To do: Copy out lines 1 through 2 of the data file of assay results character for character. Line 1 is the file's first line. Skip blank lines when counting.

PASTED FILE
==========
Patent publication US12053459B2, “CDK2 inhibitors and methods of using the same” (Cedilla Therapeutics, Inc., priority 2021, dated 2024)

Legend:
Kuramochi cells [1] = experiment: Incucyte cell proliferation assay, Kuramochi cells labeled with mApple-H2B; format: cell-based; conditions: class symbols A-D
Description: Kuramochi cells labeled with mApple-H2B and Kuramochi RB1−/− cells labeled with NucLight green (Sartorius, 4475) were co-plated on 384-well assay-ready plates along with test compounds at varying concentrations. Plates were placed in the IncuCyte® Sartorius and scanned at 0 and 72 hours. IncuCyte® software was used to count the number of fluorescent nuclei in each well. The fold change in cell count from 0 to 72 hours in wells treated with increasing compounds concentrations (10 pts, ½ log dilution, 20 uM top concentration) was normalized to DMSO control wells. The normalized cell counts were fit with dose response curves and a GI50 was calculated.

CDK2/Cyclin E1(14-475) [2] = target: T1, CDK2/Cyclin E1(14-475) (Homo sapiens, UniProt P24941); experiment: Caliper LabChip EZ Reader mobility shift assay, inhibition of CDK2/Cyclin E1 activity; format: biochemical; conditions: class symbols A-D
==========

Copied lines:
Patent publication US12053459B2, “CDK2 inhibitors and methods of using the same” (Cedilla Therapeutics, Inc., priority 2021, dated 2024)

Legend: